3. Get one extra entry by signing up for the Wild Birds Unlimited Newsletter (sign up in the sidebar box here: http://www.wbu.com/). Leave an additional comment on this post to let me know you’ve done this.
So go ahead and browse through the WBU online shop catalog and pick out your favorite product. Here are some links to feeders and seeds to get you started:
This contest is open to anyone with a U.S. address. The winner will be picked via random drawing next Tuesday, December 20th, so all entries must be received by 11:59PM EST on Monday, December 19th. Good luck! Even if you don’t win, visit http://shop.wbu.com for great holiday gifts! For standard shipping, place your order before 9AM PST for holiday delivery.
I’ll leave you with a Wingscapes BirdCam image of the very first visitor to my EcoClean Dinner Bell: a Carolina Chickadee – keeping dry along with all that seed in the rain!
This is a list of current (as of December 5th) blog & online contests by birders, for birders, and/or offering bird- or birder-themed prizes. Click on the links to learn more, check eligibility, and enter to win! If you are running a contest or know of something that should be added to this list, let me know by leaving a comment or sending me an email. This is the latest in regular series of monthly posts appearing on the first Monday of the month. However, I question the value of this regular post to the general birder community, so this will likely be the last (I may keep a list of contests elsewhere on the site, just not in monthly-blog-post form).
CONTESTS WITH DEADLINES near and far
Bird Watcher’s Digest is giving away a BirdCam 2.0 by Wingscapes. Enter before December 14, 2011; see contest page for details.
Visit Jamaica is giving away a birding trip to the island nation. Fill in the contest entry form for a chance to win. Enter by December 15th.
Birds and Blooms’ Great Backyard Giveaway runs through December 19th (separate entries for each day). Prizes include spotting scopes and bird feeders. See the contest page for more information.
Two-Fisted Birdwatcher is giving away a blog-branded hoodie. Find this month’s hidden bird (Scarlet Ibis) to be eligible for the drawing. This regular giveaway usually ends by the end of the month, so submit your answer before the year is over! See the contest page for details.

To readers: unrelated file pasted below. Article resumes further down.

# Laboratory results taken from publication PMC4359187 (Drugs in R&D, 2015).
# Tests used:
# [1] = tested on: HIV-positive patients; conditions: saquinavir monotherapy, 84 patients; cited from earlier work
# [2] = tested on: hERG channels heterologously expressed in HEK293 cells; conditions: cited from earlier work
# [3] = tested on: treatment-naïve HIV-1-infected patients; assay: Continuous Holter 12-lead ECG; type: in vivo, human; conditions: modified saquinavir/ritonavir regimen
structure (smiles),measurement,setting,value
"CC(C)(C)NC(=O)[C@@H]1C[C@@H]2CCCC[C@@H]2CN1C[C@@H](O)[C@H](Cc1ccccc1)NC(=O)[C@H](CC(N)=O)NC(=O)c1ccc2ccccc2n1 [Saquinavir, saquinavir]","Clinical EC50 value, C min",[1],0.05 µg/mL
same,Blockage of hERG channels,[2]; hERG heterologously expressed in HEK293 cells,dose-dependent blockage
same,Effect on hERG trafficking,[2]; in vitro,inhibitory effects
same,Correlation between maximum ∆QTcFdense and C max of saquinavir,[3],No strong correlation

The Atlas of Birds is an engaging book that covers a huge amount of information on bird diversity and distribution, avian life cycles, bird conservation, and much more, in a relatively small volume.
The book is divided into eight parts, each filled with short two-page articles on a wide range of bird topics. The subjects are covered generally, with specific examples emphasized by photographs, maps, charts, and illustrations.
The information is interesting and presented in a visually appealing way and in a comfortable tone, and in this way the book is a great introduction to a wide variety of avian topics. However, it is just an introduction and many of the short articles will surely leave most engaged readers wanting more.
For example, just two pages devoted to the entire life cycle of all birds (“From Egg to Adult”) is surely not enough, though the specific examples (paternal care of Emperor Penguins, Mallefowl incubation chambers, etc) are truly interesting and informative.
That said, as someone with a huge and still growing interest in almost all things avian, I really enjoyed going through this book. Many of the bite-size articles prompted me to seek further information. In my case it’s easy to turn to other books already in my library; others could just as easily turn to the Internet for further exploring on most of the topics presented in the book.
The Atlas of Birds is a great introduction to a huge range of topics related to birds, including life cycle, habitat, distribution, and conservation. Young or budding birders will appreciate the short articles and engaging graphics; more experienced bird lovers will enjoy the variety of topics presented in an appealing way. I give The Atlas of Birds 4.5 Goldfinches out of 5.
Disclosure: This is my own original, honest review of The Atlas of Birds, a copy of which was provided to me free of charge by the publisher.